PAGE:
Posted on July 20, 2018

Why Don’t We Always Vote in Our Own Self-Interest?

Thomas B. Edsall, New York Times, July 19, 2018

One question that has troubled Democrats for decades is freshly relevant in the Trump-McConnell era: Why do so many voters support elected officials who are determined to cut programs that those same voters rely upon?


Over the past half century, residents of Kentucky have become steadily more reliant on the federal government. In the 1970s, federal programs provided slightly under 10 percent of personal income for Kentucky residents; by 2015, money from programs ranging from welfare and Medicaid to Social Security and Medicare more than doubled to 23 percent as a share of Kentuckians’ personal income.

Twenty years ago, there was only one county (out of 120) in which residents counted on the federal government for at least 40 percent of their personal income. By 2014, 28 counties were at 40 percent or higher.

But as their claims on federal dollars rose, the state’s voters became increasingly conservative. In the 1990s, they began to elect hard right, anti-government politicians determined to cut the programs their constituents were coming to lean on.

Suzanne Mettler, a professor of government at Cornell, describes these developments — which can be found in states across the South, the Mountain West and the Midwest — in her new book, “The Government-Citizen Disconnect.”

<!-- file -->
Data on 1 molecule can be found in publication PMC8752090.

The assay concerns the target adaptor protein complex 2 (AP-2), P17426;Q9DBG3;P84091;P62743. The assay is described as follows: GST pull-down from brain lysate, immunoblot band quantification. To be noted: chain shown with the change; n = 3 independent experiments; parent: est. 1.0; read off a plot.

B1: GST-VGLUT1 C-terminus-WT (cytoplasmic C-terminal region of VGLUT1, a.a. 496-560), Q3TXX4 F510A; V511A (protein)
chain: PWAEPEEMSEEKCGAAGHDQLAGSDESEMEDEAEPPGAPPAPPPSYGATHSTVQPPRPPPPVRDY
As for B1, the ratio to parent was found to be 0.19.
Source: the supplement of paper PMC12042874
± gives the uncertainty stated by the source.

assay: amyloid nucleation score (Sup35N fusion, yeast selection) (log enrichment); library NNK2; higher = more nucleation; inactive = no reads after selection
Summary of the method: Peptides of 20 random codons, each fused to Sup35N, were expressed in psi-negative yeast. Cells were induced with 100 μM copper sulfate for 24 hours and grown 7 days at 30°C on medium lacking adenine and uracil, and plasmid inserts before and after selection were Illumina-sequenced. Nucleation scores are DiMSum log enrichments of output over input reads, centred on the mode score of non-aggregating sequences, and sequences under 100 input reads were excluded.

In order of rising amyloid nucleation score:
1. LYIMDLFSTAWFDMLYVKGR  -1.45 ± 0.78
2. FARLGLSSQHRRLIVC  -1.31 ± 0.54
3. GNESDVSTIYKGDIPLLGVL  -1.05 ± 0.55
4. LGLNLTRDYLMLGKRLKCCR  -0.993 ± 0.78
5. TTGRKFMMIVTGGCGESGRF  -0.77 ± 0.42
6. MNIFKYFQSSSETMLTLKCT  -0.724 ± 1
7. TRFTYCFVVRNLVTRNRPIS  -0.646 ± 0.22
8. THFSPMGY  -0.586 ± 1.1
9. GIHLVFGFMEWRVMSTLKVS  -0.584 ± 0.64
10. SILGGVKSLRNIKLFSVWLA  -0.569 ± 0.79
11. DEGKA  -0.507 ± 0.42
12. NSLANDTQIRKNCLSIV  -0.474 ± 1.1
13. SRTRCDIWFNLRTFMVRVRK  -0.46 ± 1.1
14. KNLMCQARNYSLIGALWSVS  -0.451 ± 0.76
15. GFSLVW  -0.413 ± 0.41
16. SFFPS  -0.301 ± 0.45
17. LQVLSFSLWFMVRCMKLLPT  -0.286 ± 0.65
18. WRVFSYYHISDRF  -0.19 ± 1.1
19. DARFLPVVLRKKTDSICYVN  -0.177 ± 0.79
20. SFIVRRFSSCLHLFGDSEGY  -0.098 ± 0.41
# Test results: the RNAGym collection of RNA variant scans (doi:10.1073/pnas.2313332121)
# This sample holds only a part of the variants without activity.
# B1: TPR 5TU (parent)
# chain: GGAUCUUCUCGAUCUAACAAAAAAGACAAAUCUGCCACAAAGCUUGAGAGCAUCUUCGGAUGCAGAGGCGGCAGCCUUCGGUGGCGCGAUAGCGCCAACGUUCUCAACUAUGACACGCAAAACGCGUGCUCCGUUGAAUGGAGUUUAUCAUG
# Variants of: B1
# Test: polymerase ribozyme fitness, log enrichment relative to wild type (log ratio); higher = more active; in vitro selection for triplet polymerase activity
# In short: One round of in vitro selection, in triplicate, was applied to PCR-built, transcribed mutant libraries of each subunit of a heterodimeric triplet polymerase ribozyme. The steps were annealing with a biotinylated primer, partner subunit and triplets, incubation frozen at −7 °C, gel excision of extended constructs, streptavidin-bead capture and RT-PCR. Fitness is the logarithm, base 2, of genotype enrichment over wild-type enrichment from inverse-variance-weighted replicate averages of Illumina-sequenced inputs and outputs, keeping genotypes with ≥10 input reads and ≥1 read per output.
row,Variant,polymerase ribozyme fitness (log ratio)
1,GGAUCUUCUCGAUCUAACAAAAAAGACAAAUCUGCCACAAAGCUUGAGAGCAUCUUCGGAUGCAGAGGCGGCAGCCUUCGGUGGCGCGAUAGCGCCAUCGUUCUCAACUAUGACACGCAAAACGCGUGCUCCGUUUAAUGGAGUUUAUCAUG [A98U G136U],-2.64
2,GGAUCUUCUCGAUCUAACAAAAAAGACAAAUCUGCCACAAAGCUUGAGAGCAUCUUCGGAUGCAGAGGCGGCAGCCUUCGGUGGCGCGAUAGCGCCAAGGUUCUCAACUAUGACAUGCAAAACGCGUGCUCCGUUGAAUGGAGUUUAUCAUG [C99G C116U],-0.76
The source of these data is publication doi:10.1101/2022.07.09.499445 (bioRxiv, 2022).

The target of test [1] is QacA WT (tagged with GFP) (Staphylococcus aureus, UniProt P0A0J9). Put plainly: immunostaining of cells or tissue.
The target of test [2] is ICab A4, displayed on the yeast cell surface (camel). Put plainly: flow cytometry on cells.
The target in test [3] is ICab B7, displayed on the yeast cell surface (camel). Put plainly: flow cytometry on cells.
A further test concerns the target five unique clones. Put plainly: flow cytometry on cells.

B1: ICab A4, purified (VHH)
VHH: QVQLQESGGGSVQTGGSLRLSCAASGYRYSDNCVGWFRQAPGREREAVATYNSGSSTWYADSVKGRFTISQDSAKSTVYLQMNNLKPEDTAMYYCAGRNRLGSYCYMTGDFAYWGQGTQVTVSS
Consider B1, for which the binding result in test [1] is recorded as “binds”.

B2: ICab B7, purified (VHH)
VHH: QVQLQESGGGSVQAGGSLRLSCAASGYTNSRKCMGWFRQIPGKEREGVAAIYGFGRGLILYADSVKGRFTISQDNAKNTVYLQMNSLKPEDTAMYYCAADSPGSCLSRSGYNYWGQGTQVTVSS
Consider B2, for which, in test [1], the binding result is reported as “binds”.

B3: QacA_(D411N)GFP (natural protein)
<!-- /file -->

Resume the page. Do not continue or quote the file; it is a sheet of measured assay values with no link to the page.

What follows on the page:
So what’s going on with Kentucky voters?

Kentucky stands out in that it is exceptionally white, at 84.6 percent, compared with 60.7 percent nationally; it has a low median household income, $44,811 compared with $55,332 in all states; a higher poverty rate, 18.5 percent compared with 12.7 percent nationally; and fewer college graduates, 22.7 percent compared with 30.3 percent nationwide.

There is, however, one thread that runs through all the explanations of the shift to the right in Kentucky and elsewhere.

Race, the economists Alberto F. Alesina and Paola Giuliano write “is an extremely important determinant of preferences for redistribution. When the poor are disproportionately concentrated in a racial minority, the majority, ceteris paribus, prefer less redistribution.”

Alesina and Giuliano reach this conclusion based on the “unpleasant but nevertheless widely observed fact that individuals are more generous toward others who are similar to them racially, ethnically, linguistically.”

Leonie Huddy, a political scientist at the State University of New York — Stony Brook, made a related point in an email:

“It’s important to stress the role of negative racial and ethnic attitudes in this process. Those who hold Latinos and African-Americans in low esteem also believe that federal funds flow disproportionally to members of these groups. This belief that the federal government is more willing to help blacks and Latinos than whites fuels the white threat and resentment that boosted support for Donald Trump in 2016.”


This pattern continues today. The states with the lowest ceiling on maximum grants in the Temporary Assistance to Needy Families program (which replaced traditional welfare in 1996) are in the region with the highest percentages of African-Americans, the South, and are overwhelmingly represented at the state and federal level by conservative Republicans. The accompanying map illustrates this pattern.

How does race intersect with other factors contributing to the opposition toward redistributive policies found not only in Kentucky, but in many regions of the country?